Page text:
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Bozworth v. Saul

United States District Court, W.D. Oklahoma

October 1, 2019

FELICIA BOZWORTH, Plaintiff,
v.
ANDREW M. SAUL, COMMISSIONER OF SOCIAL SECURITY, Defendant.

          REPORT AND RECOMMENDATION

          SUZANNE MITCHELL UNITED STATES MAGISTRATE JUDGE

         Felicia Bozworth (Plaintiff) brings this action for judicial review of the Commissioner of Social Security's final decision that she was not “disabled” under the Social Security Act. See 42 U.S.C. §§ 405(g), 423(d)(1)(A). United States District Judge Charles Goodwin has referred the matter to the undersigned Magistrate Judge for proceedings consistent with 28 U.S.C. § 636(b)(1)(B), (b)(3) and Fed.R.Civ.P. 72(b). Doc. 14.

         Plaintiff maintains substantial evidence does not support the ALJ's decision, focusing on three providers' medical reports. After careful review of the record (AR), the parties' briefs, and the relevant authority, the undersigned recommends the entry of judgment affirming the Commissioner's final decision. See 42 U.S.C. § 405(g).

         I. Administrative determination.

         A. Disability standard.

         The Social Security Act defines “disability” as the “inability to engage in any substantial gainful activity by reason of any medically determinable physical or mental impairment which can be expected to result in death or which has lasted or can be expected to last for a continuous period of not less than 12 months.” 42 U.S.C. § 423(d)(1)(A). “This twelve-month duration requirement applies to the claimant's inability to engage in any substantial gainful activity, and not just [her] underlying impairment.” Lax v. Astrue, 489 F.3d 1080, 1084 (10th Cir. 2007) (citing Barnhart v. Walton, 535 U.S. 212, 218-19 (2002)).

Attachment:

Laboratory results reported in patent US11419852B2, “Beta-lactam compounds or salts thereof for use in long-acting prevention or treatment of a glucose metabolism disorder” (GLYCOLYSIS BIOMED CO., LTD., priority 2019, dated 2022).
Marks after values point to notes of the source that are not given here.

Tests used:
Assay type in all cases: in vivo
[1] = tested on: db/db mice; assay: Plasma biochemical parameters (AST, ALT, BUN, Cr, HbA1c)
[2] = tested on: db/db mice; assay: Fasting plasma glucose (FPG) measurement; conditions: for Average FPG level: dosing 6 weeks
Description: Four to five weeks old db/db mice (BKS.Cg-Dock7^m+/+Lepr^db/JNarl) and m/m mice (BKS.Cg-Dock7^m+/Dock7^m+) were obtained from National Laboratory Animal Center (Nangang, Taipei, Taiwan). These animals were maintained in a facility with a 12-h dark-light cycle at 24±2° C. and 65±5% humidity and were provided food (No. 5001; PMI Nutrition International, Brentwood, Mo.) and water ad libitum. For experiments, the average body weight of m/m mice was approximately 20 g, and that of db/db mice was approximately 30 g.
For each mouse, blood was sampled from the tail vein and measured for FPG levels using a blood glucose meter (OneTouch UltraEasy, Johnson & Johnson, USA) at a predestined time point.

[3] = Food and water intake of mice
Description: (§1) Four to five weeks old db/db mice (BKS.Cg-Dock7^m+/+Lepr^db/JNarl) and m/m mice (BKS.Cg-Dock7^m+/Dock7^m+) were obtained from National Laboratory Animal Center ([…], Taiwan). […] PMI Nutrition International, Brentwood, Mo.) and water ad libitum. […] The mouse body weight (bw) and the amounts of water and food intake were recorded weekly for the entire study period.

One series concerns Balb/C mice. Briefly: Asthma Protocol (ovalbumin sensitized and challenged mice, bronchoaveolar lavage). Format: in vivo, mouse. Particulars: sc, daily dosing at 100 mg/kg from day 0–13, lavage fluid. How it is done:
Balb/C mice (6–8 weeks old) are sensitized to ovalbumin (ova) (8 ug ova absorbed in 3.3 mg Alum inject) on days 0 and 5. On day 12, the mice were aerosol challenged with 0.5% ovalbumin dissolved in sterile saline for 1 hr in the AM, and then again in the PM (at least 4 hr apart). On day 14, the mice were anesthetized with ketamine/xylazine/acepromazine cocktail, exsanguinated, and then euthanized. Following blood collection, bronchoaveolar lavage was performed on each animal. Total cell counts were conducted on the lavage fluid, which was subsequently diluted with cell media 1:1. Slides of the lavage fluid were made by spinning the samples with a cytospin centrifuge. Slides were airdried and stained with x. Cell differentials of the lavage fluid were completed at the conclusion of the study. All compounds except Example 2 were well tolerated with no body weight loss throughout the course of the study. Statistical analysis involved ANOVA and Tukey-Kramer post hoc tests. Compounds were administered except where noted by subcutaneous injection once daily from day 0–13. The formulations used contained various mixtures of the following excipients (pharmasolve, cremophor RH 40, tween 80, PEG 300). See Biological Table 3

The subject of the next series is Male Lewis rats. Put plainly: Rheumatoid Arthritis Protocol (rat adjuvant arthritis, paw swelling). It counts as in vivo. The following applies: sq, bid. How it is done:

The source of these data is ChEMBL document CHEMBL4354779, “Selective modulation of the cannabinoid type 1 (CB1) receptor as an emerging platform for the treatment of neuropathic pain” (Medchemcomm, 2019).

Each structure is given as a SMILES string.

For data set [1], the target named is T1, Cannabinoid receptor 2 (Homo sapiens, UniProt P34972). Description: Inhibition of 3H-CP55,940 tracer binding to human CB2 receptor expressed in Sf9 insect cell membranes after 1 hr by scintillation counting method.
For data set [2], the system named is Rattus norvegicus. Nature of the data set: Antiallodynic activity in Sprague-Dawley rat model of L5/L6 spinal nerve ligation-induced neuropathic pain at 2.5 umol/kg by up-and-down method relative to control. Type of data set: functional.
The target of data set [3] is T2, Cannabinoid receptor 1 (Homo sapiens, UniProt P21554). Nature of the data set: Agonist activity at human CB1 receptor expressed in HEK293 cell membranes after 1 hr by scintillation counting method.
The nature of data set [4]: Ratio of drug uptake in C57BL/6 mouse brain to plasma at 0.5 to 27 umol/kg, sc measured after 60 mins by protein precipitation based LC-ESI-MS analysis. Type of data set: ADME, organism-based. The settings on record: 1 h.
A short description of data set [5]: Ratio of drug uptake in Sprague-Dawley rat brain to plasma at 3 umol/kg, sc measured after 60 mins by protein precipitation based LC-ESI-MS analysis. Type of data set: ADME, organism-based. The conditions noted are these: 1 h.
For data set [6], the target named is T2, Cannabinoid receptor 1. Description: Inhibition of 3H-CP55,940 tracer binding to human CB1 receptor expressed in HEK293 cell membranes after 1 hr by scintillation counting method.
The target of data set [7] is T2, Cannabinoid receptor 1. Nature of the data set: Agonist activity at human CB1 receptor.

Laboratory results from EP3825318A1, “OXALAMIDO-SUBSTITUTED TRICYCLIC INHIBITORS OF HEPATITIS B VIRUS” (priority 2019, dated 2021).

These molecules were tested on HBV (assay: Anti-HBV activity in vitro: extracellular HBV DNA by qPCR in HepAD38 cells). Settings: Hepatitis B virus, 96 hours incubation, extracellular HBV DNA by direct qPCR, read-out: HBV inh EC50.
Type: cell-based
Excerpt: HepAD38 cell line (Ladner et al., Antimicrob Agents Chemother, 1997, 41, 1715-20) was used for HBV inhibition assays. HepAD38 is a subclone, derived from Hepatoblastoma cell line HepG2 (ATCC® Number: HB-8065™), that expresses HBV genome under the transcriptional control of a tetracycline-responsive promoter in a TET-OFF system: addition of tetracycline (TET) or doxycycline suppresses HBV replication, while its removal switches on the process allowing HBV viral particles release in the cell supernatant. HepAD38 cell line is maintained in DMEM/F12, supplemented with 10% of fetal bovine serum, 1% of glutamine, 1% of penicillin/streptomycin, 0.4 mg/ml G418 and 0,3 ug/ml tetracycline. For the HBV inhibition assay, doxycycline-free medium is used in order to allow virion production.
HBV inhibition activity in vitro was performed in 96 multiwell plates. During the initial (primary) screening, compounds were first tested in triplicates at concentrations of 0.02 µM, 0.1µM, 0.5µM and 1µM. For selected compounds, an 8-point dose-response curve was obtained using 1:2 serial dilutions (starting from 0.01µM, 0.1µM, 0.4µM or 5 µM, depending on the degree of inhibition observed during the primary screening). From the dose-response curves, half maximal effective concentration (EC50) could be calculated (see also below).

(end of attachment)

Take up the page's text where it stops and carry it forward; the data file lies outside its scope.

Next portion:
B. Burden of proof.

         Plaintiff “bears the burden of establishing a disability” and of “ma[king] a prima facie showing that [s]he can no longer engage in h[er] prior work activity.” Turner v. Heckler, 754 F.2d 326, 328 (10th Cir. 1985). If Plaintiff makes that prima facie showing, the burden of proof then shifts to the Commissioner to show Plaintiff retains the capacity to perform a different type of work and that such a specific type of job exists in the national economy. Id.

         C. Relevant findings.

         1. Administrative Law Judge's findings.

         The ALJ assigned to Plaintiff's case applied the standard regulatory analysis to decide whether Plaintiff was disabled during the relevant timeframe. AR 16-27[1]; see 20 C.F.R. §§ 404.1520(a)(4); 416.920(a)(4); see also Wall v. Astrue, 561 F.3d 1048, 1052 (10th Cir. 2009) (describing the five-step process). The ALJ found Plaintiff:

(1) had severe multiple sclerosis; depression; and anxiety;
(2) had no impairment or combination of impairments that met or medically equaled the severity of one of the listed impairments;
(3) had the residual functional capacity[2] to perform light work with the following restrictions: no more than frequent handling and fingering; limited to simple and detailed tasks and instructions, with no more than occasional interaction ...

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